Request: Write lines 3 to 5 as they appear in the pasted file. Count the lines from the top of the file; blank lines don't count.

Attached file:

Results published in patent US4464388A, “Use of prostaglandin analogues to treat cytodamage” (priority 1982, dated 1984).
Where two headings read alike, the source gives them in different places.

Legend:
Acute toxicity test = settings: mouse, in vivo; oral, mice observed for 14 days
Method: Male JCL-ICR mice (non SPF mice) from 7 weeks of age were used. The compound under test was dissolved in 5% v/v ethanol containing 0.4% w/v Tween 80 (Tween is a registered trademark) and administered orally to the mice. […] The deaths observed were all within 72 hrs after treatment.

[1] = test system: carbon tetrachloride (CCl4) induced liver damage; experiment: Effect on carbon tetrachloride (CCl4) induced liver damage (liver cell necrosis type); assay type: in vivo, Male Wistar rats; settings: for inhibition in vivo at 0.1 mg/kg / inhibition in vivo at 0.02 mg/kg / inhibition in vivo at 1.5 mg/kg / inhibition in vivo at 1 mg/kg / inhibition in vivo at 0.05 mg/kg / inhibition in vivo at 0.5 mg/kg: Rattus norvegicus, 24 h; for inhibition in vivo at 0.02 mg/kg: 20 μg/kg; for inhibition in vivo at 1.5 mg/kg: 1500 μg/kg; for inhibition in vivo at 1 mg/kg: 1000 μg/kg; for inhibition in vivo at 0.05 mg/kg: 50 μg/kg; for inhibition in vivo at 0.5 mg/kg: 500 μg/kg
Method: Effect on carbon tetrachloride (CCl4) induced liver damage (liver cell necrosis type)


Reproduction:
Legend:
Acute toxicity test = settings: mouse, in vivo; oral, mice observed for 14 days
Method: Male JCL-ICR mice (non SPF mice) from 7 weeks of age were used. The compound under test was dissolved in 5% v/v ethanol containing 0.4% w/v Tween 80 (Tween is a registered trademark) and administered orally to the mice. […] The deaths observed were all within 72 hrs after treatment.